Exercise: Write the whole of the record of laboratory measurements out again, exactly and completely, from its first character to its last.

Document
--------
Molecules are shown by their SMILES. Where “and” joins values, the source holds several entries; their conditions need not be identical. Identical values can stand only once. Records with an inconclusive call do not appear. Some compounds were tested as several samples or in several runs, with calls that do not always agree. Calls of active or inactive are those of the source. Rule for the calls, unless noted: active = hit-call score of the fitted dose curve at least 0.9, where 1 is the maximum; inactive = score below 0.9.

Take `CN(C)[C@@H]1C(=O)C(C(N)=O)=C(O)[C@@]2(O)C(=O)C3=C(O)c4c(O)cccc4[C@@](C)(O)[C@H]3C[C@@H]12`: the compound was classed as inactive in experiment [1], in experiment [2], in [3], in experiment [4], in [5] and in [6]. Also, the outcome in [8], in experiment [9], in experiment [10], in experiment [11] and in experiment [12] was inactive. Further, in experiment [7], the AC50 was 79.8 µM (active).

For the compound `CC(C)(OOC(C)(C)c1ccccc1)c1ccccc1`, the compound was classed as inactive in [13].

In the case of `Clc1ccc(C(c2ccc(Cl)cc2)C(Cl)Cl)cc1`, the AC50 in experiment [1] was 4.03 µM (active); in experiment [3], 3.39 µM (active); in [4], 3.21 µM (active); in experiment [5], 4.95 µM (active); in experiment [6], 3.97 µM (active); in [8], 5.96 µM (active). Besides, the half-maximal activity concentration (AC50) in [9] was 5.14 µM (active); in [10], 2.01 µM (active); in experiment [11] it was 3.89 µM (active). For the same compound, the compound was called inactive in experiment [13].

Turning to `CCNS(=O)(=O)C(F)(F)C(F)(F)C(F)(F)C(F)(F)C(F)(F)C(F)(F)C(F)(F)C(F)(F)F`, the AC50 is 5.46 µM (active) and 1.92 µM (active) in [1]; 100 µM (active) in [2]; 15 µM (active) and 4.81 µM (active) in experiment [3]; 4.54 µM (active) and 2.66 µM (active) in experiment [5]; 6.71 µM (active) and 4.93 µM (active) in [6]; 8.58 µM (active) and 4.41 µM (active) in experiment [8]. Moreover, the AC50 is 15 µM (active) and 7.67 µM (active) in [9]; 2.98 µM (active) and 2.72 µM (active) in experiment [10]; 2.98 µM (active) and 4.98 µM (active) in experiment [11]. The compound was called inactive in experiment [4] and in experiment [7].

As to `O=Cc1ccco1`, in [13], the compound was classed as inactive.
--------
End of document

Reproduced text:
Molecules are shown by their SMILES. Where “and” joins values, the source holds several entries; their conditions need not be identical. Identical values can stand only once. Records with an inconclusive call do not appear. Some compounds were tested as several samples or in several runs, with calls that do not always agree. Calls of active or inactive are those of the source. Rule for the calls, unless noted: active = hit-call score of the fitted dose curve at least 0.9, where 1 is the maximum; inactive = score below 0.9.

Take `CN(C)[C@@H]1C(=O)C(C(N)=O)=C(O)[C@@]2(O)C(=O)C3=C(O)c4c(O)cccc4[C@@](C)(O)[C@H]3C[C@@H]12`: the compound was classed as inactive in experiment [1], in experiment [2], in [3], in experiment [4], in [5] and in [6]. Also, the outcome in [8], in experiment [9], in experiment [10], in experiment [11] and in experiment [12] was inactive. Further, in experiment [7], the AC50 was 79.8 µM (active).

For the compound `CC(C)(OOC(C)(C)c1ccccc1)c1ccccc1`, the compound was classed as inactive in [13].

In the case of `Clc1ccc(C(c2ccc(Cl)cc2)C(Cl)Cl)cc1`, the AC50 in experiment [1] was 4.03 µM (active); in experiment [3], 3.39 µM (active); in [4], 3.21 µM (active); in experiment [5], 4.95 µM (active); in experiment [6], 3.97 µM (active); in [8], 5.96 µM (active). Besides, the half-maximal activity concentration (AC50) in [9] was 5.14 µM (active); in [10], 2.01 µM (active); in experiment [11] it was 3.89 µM (active). For the same compound, the compound was called inactive in experiment [13].

Turning to `CCNS(=O)(=O)C(F)(F)C(F)(F)C(F)(F)C(F)(F)C(F)(F)C(F)(F)C(F)(F)C(F)(F)F`, the AC50 is 5.46 µM (active) and 1.92 µM (active) in [1]; 100 µM (active) in [2]; 15 µM (active) and 4.81 µM (active) in experiment [3]; 4.54 µM (active) and 2.66 µM (active) in experiment [5]; 6.71 µM (active) and 4.93 µM (active) in [6]; 8.58 µM (active) and 4.41 µM (active) in experiment [8]. Moreover, the AC50 is 15 µM (active) and 7.67 µM (active) in [9]; 2.98 µM (active) and 2.72 µM (active) in experiment [10]; 2.98 µM (active) and 4.98 µM (active) in experiment [11]. The compound was called inactive in experiment [4] and in experiment [7].

As to `O=Cc1ccco1`, in [13], the compound was classed as inactive.